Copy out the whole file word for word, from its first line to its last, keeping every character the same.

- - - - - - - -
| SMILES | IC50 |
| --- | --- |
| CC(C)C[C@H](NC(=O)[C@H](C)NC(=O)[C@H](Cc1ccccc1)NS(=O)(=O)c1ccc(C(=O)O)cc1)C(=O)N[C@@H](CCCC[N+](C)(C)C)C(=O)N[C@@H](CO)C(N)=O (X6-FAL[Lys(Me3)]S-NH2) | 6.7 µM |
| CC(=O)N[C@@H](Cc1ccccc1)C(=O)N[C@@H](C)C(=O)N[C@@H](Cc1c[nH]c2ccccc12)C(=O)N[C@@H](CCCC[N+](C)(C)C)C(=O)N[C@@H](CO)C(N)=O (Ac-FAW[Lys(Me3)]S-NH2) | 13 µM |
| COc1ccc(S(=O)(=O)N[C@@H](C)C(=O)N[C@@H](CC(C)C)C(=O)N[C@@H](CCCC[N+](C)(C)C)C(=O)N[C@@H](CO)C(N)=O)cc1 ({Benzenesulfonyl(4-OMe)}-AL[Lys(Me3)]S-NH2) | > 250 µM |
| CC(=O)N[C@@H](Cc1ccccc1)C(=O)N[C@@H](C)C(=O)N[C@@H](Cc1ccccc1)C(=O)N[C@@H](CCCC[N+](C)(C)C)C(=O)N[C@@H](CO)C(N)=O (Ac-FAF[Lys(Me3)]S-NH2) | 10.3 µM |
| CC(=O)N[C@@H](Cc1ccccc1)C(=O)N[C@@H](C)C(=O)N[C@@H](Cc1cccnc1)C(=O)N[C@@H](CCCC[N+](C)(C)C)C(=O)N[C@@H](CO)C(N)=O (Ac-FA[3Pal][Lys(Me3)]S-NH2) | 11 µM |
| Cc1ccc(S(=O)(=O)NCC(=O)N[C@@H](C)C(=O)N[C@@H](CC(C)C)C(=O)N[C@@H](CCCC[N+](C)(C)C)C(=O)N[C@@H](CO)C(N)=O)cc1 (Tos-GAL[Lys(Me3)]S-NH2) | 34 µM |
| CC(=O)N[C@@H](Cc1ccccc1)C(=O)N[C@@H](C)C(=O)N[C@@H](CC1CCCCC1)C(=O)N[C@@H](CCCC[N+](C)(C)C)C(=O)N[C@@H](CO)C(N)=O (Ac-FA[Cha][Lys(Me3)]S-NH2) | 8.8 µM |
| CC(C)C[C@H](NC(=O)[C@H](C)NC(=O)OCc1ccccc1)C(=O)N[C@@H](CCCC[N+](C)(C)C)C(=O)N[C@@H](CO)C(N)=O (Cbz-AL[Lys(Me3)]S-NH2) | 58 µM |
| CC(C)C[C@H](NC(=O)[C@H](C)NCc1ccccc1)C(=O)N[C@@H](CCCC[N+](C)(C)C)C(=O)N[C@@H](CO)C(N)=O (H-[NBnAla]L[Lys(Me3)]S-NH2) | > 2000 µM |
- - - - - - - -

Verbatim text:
| SMILES | IC50 |
| --- | --- |
| CC(C)C[C@H](NC(=O)[C@H](C)NC(=O)[C@H](Cc1ccccc1)NS(=O)(=O)c1ccc(C(=O)O)cc1)C(=O)N[C@@H](CCCC[N+](C)(C)C)C(=O)N[C@@H](CO)C(N)=O (X6-FAL[Lys(Me3)]S-NH2) | 6.7 µM |
| CC(=O)N[C@@H](Cc1ccccc1)C(=O)N[C@@H](C)C(=O)N[C@@H](Cc1c[nH]c2ccccc12)C(=O)N[C@@H](CCCC[N+](C)(C)C)C(=O)N[C@@H](CO)C(N)=O (Ac-FAW[Lys(Me3)]S-NH2) | 13 µM |
| COc1ccc(S(=O)(=O)N[C@@H](C)C(=O)N[C@@H](CC(C)C)C(=O)N[C@@H](CCCC[N+](C)(C)C)C(=O)N[C@@H](CO)C(N)=O)cc1 ({Benzenesulfonyl(4-OMe)}-AL[Lys(Me3)]S-NH2) | > 250 µM |
| CC(=O)N[C@@H](Cc1ccccc1)C(=O)N[C@@H](C)C(=O)N[C@@H](Cc1ccccc1)C(=O)N[C@@H](CCCC[N+](C)(C)C)C(=O)N[C@@H](CO)C(N)=O (Ac-FAF[Lys(Me3)]S-NH2) | 10.3 µM |
| CC(=O)N[C@@H](Cc1ccccc1)C(=O)N[C@@H](C)C(=O)N[C@@H](Cc1cccnc1)C(=O)N[C@@H](CCCC[N+](C)(C)C)C(=O)N[C@@H](CO)C(N)=O (Ac-FA[3Pal][Lys(Me3)]S-NH2) | 11 µM |
| Cc1ccc(S(=O)(=O)NCC(=O)N[C@@H](C)C(=O)N[C@@H](CC(C)C)C(=O)N[C@@H](CCCC[N+](C)(C)C)C(=O)N[C@@H](CO)C(N)=O)cc1 (Tos-GAL[Lys(Me3)]S-NH2) | 34 µM |
| CC(=O)N[C@@H](Cc1ccccc1)C(=O)N[C@@H](C)C(=O)N[C@@H](CC1CCCCC1)C(=O)N[C@@H](CCCC[N+](C)(C)C)C(=O)N[C@@H](CO)C(N)=O (Ac-FA[Cha][Lys(Me3)]S-NH2) | 8.8 µM |
| CC(C)C[C@H](NC(=O)[C@H](C)NC(=O)OCc1ccccc1)C(=O)N[C@@H](CCCC[N+](C)(C)C)C(=O)N[C@@H](CO)C(N)=O (Cbz-AL[Lys(Me3)]S-NH2) | 58 µM |
| CC(C)C[C@H](NC(=O)[C@H](C)NCc1ccccc1)C(=O)N[C@@H](CCCC[N+](C)(C)C)C(=O)N[C@@H](CO)C(N)=O (H-[NBnAla]L[Lys(Me3)]S-NH2) | > 2000 µM |